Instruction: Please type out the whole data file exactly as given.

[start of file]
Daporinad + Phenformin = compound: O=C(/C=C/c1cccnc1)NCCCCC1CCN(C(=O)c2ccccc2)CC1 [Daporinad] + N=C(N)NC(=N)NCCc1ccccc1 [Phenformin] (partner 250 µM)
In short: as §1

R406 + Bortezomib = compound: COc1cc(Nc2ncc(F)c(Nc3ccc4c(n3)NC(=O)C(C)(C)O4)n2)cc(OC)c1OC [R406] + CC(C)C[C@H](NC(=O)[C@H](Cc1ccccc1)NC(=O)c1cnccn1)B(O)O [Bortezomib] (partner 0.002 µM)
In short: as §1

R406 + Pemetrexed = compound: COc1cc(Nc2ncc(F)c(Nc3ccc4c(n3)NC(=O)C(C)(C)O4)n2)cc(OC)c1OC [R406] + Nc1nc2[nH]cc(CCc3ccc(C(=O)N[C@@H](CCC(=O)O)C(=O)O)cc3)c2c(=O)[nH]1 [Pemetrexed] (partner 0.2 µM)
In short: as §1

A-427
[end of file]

Daporinad + Phenformin = compound: O=C(/C=C/c1cccnc1)NCCCCC1CCN(C(=O)c2ccccc2)CC1 [Daporinad] + N=C(N)NC(=N)NCCc1ccccc1 [Phenformin] (partner 250 µM)
In short: as §1

R406 + Bortezomib = compound: COc1cc(Nc2ncc(F)c(Nc3ccc4c(n3)NC(=O)C(C)(C)O4)n2)cc(OC)c1OC [R406] + CC(C)C[C@H](NC(=O)[C@H](Cc1ccccc1)NC(=O)c1cnccn1)B(O)O [Bortezomib] (partner 0.002 µM)
In short: as §1

R406 + Pemetrexed = compound: COc1cc(Nc2ncc(F)c(Nc3ccc4c(n3)NC(=O)C(C)(C)O4)n2)cc(OC)c1OC [R406] + Nc1nc2[nH]cc(CCc3ccc(C(=O)N[C@@H](CCC(=O)O)C(=O)O)cc3)c2c(=O)[nH]1 [Pemetrexed] (partner 0.2 µM)
In short: as §1

A-427